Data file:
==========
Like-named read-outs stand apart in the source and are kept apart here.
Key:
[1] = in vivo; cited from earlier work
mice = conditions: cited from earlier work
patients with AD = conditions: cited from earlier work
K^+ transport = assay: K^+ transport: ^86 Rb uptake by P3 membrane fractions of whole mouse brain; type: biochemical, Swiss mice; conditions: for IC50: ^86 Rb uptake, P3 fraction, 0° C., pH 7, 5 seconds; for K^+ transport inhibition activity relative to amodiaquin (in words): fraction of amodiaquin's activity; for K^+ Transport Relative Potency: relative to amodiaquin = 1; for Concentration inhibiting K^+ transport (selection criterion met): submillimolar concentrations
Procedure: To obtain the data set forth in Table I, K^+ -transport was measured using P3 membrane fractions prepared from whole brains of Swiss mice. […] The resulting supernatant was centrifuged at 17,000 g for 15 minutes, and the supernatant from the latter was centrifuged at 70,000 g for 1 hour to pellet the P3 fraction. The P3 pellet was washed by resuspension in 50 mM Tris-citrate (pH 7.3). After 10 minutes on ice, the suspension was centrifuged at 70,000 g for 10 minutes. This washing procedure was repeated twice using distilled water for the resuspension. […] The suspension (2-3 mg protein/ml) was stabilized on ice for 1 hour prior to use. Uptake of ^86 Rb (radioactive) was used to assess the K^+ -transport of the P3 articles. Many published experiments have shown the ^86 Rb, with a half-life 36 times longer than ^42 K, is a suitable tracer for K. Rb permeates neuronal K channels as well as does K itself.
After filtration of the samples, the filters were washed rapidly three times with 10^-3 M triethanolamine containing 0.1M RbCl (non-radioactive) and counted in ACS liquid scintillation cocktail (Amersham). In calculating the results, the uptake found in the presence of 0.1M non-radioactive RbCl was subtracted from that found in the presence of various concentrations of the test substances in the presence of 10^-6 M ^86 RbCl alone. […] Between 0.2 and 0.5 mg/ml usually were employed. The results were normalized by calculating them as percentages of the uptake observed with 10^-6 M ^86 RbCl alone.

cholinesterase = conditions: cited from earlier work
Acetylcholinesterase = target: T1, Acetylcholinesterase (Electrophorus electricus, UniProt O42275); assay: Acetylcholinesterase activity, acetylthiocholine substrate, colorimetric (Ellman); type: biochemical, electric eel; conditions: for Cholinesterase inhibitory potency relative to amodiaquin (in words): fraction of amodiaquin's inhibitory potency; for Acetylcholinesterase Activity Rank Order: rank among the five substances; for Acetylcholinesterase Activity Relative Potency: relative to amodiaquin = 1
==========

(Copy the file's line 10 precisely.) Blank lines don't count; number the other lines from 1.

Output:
Acetylcholinesterase = target: T1, Acetylcholinesterase (Electrophorus electricus, UniProt O42275); assay: Acetylcholinesterase activity, acetylthiocholine substrate, colorimetric (Ellman); type: biochemical, electric eel; conditions: for Cholinesterase inhibitory potency relative to amodiaquin (in words): fraction of amodiaquin's inhibitory potency; for Acetylcholinesterase Activity Rank Order: rank among the five substances; for Acetylcholinesterase Activity Relative Potency: relative to amodiaquin = 1